Capcom reveals its quarterly financial results, and blames its dipping sales and profits on the lack of major video game releases from the company this past year.
For the financial quarter beginning April 1st and ending June 30th, Capcom didn't do so hot, reporting a decline in both sales and profits. Its total sales were $104 million, down 24% compared to the same time last year, and its profits were down as well, forcing Capcom to take a $6.9 million loss.
Capcom has a few reasons for its investors as to why its business has suffered in 2016 so far. It points to foreign exchange loss as one potential reason, as well as a lack of major video game releases. One look at Capcom's recent output, and it's easy to see that the majority of the studio's releases this year have been remasters or failed experiments, like the critically panned Resident Evil multiplayer spinoff Umbrella Corps. And the big games Capcom did release in 2016 haven't been huge successes, with Street Fighter V missing its sales target by a considerable margin.
Another reason why Capcom's profits were down this quarter is because the company is spending more money than usual. It has apparently "increased development" at its in-house studios, which could indicate that there are a number of unannounced Capcom games currently in the works.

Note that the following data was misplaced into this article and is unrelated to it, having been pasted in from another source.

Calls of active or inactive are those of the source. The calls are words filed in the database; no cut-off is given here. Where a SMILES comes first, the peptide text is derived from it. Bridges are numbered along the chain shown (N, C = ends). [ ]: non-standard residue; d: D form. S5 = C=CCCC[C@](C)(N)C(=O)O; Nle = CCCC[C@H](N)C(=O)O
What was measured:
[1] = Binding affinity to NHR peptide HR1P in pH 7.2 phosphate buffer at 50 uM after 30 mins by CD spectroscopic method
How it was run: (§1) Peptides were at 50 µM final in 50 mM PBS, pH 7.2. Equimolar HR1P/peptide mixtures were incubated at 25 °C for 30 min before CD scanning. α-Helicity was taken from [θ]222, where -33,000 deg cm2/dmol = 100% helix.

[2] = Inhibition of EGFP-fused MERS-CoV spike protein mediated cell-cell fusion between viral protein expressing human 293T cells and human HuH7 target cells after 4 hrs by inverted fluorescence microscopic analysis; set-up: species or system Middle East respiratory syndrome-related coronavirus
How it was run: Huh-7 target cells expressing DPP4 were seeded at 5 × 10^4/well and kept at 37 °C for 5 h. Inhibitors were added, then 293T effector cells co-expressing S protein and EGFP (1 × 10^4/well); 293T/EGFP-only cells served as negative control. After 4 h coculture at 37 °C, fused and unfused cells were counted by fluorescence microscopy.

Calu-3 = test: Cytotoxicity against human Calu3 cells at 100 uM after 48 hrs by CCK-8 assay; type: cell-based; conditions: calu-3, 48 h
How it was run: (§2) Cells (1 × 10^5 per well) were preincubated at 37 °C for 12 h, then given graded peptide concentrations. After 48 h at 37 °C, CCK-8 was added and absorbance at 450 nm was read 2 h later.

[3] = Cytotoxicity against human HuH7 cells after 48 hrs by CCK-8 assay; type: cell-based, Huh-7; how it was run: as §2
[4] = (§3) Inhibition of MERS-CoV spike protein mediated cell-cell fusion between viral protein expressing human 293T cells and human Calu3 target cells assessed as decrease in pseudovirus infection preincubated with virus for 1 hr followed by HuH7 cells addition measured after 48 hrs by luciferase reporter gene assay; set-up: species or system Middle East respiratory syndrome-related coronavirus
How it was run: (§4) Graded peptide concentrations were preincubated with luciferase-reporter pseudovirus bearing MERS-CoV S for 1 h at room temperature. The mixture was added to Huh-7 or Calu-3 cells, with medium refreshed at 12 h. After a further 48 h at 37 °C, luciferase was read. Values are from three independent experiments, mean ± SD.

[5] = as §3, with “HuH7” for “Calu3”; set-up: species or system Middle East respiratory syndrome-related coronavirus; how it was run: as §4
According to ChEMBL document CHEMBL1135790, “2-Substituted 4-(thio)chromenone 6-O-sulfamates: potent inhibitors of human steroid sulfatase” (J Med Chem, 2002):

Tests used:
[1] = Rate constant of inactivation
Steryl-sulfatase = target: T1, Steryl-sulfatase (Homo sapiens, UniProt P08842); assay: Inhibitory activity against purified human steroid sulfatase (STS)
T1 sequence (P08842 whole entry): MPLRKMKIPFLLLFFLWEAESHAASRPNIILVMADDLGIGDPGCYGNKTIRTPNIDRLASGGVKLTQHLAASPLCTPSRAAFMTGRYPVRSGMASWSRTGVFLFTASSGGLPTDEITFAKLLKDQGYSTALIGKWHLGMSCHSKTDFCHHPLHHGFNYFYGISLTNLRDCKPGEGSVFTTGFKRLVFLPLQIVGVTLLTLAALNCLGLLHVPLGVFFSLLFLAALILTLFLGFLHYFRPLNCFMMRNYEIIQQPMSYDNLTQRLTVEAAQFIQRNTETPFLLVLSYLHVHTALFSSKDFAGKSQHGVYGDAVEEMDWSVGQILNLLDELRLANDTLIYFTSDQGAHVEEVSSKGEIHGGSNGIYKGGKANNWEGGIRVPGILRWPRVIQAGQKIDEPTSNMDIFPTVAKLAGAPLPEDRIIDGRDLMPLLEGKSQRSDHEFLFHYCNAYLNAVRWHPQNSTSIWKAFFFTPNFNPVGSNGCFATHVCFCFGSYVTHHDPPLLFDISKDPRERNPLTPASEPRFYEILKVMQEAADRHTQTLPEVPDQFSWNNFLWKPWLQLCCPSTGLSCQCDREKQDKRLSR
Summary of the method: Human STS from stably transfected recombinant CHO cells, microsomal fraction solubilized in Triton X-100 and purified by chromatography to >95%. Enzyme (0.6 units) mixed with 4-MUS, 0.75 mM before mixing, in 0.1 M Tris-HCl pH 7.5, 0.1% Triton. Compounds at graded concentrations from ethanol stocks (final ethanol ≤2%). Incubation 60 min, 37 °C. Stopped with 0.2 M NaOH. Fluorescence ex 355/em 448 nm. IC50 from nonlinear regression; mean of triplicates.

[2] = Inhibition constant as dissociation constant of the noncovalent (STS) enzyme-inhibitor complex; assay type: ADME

Capcom expects to perform better in the coming quarters thanks to the release of some major games. The Xbox One and Windows 10 timed exclusive Dead Rising 4 will be Capcom's holiday 2016 game, and in early 2017, it plans on launching Resident Evil VII. The latter could mean especially big things for Capcom, if its record-breaking demo is any indication.
These major new releases should help Capcom bounce back, but so will its increased focus on remasters. While not all of Capcom's remaster projects have been runaway successes, both Resident Evil HD Remaster and Resident Evil 0 HD Remaster have sold over a million copies, and the process of creating a remaster is a minimal expense compared to developing a brand new game. So while remasters alone can't help Capcom be a strong business, they can help it regularly release content without having to burden itself with the long, expensive development cycles required by original projects.
Capcom's last quarter may disappoint investors, but it has some high profile games on the horizon that could potentially turn things around. Resident Evil VII and the Resident Evil 2 remake will likely be big sellers, and it apparently has some unannounced projects in development as well. So don't count Capcom out just yet, even if this past quarter wasn't the greatest moment in the company's history.